Four Lakh People Hit Streets In Hong Kong Opposing Chinese Atrocities On Uighur Muslims
On Sunday, December 22, over four lakh people in Hong Kong took to the streets to protest against the confinement of the Uighur Muslims and the minorities in the internment camps.
The Hong Kong riot police violently pulled down the rally, when chaos took over after a small group of protestors tried to burn the Chinese flag. The officers allegedly used pepper spray, making the crowd angry who then threw water bottles and pelted stones at them.
At the onset, the protestors were seen calmly rallying, with Uighur flags, and posters, where everyone wore masks to hide their identity.
In China’s western province, Xinjiang, as many as eight Lakh to one million Muslims and other minorities have been swept into detention camps. The Chinese government officials are of the view that the Uighurs hold extremist and separatist ideas that are looked upon as threats to China’s territorial integrity, government, and population.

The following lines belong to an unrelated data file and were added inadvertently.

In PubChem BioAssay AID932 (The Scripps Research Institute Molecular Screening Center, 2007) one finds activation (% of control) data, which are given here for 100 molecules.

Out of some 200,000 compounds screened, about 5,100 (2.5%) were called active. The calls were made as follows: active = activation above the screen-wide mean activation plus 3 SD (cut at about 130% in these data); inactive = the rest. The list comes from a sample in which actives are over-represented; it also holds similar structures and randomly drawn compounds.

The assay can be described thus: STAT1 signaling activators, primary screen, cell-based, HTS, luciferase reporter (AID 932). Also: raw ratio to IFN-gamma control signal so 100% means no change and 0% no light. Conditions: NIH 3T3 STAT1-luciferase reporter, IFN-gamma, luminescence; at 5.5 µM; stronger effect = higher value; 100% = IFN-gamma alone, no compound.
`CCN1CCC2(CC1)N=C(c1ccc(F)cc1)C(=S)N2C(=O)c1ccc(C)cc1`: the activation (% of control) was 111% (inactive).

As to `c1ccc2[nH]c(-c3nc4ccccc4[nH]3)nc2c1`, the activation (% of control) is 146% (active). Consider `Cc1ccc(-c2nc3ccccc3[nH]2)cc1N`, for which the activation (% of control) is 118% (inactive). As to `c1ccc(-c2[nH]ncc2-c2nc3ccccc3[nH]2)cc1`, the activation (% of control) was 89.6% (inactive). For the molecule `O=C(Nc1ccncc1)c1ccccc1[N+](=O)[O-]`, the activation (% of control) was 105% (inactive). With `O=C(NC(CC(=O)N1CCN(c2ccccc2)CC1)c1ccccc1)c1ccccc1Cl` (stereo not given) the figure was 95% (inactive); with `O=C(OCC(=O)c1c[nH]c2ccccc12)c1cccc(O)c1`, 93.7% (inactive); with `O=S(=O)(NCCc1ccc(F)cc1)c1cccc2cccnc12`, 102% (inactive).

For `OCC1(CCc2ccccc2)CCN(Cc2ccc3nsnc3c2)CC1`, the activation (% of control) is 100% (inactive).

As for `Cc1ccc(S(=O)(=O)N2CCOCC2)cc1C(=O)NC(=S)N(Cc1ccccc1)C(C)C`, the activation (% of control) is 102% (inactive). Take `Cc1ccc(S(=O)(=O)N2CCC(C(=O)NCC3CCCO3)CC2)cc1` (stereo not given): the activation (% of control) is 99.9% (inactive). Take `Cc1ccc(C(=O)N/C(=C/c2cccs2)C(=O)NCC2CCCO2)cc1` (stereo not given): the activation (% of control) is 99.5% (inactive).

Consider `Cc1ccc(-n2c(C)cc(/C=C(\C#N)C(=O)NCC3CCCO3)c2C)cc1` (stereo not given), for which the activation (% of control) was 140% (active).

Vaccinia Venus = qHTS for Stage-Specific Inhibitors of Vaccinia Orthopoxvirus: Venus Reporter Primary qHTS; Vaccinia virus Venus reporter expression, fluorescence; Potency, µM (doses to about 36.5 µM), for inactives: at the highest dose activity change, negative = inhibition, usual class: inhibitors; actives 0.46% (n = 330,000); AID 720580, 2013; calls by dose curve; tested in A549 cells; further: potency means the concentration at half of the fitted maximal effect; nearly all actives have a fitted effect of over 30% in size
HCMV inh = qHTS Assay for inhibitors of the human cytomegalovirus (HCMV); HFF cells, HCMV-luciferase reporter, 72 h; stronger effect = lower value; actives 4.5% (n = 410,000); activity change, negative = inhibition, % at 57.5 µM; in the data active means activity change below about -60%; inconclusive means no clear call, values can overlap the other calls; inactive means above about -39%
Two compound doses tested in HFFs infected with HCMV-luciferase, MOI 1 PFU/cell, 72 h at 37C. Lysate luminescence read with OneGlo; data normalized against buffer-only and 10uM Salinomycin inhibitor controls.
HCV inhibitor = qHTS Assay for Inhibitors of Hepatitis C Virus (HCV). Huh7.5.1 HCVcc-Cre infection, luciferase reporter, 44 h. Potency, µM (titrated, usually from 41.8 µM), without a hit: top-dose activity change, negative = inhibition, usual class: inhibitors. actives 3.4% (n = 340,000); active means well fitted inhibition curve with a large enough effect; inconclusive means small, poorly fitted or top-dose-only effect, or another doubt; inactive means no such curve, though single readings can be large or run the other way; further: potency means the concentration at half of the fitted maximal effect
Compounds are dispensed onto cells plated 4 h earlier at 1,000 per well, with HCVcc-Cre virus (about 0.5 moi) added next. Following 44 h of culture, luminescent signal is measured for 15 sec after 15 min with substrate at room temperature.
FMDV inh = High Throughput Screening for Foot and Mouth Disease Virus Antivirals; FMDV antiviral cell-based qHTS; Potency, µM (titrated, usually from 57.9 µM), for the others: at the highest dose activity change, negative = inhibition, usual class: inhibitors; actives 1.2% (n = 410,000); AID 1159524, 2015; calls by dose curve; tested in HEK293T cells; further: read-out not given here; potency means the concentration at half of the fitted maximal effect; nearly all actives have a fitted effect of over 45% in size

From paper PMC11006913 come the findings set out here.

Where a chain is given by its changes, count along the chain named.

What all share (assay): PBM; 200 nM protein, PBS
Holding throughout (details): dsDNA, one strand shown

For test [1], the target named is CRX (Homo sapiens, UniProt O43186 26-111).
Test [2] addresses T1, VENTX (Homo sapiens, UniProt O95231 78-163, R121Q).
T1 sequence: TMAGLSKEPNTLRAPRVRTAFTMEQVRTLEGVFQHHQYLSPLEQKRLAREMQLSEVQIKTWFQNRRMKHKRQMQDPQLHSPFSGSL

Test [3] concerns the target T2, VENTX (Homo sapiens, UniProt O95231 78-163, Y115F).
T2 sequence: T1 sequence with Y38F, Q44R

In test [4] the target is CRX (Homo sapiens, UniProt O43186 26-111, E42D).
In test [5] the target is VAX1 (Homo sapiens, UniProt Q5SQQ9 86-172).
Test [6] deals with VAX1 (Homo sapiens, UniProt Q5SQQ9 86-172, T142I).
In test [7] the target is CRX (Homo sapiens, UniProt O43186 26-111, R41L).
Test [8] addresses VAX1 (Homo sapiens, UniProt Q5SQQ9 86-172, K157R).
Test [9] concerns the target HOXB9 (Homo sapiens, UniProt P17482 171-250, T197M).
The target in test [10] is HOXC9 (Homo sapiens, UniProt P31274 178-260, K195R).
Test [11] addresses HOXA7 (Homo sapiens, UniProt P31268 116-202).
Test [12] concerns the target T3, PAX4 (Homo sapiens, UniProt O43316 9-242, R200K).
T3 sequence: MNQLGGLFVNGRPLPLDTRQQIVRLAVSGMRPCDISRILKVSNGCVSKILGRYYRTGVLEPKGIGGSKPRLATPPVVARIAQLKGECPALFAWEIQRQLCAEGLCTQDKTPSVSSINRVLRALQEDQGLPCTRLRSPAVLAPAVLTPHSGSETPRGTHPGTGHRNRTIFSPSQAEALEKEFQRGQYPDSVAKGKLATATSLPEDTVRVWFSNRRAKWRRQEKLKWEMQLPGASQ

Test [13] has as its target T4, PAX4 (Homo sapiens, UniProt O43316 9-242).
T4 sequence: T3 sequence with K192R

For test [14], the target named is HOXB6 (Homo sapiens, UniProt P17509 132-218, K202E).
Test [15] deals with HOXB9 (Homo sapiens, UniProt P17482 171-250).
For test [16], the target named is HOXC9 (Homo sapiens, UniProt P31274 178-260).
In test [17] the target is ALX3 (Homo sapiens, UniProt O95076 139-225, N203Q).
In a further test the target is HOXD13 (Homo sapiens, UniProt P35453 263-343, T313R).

“The Chinese government is control freak, and they cannot stand any opinions they disagree with. In Xinjiang, they are doing what they are doing because they have the power to do so. When they take over Hong Kong they will do the same,” Katherine, a protestor told AFP before police moved in.
On Saturday, December 21, Hong Kong riot police barged into public spaces where they chased off and arrested demonstrators.
Part of the world has rebuked the detainment of Uighur Muslims and other minorities by China. UN experts and human rights organisations have acknowledged the imprisonment of at least one million Uighur Muslims in the detention camps.
The UN has also demanded access to the camps. The European Union, on the other hand, has called on China to change its policies in Xinjiang and honour religious freedom. The disappearance of Uighurs has led the human rights organisations to urge China to shut down the internment camps immediately.
While most countries are condemning China, Muslim nations have chosen to remain silent to maintain their economic ties and strategic relationships with the former.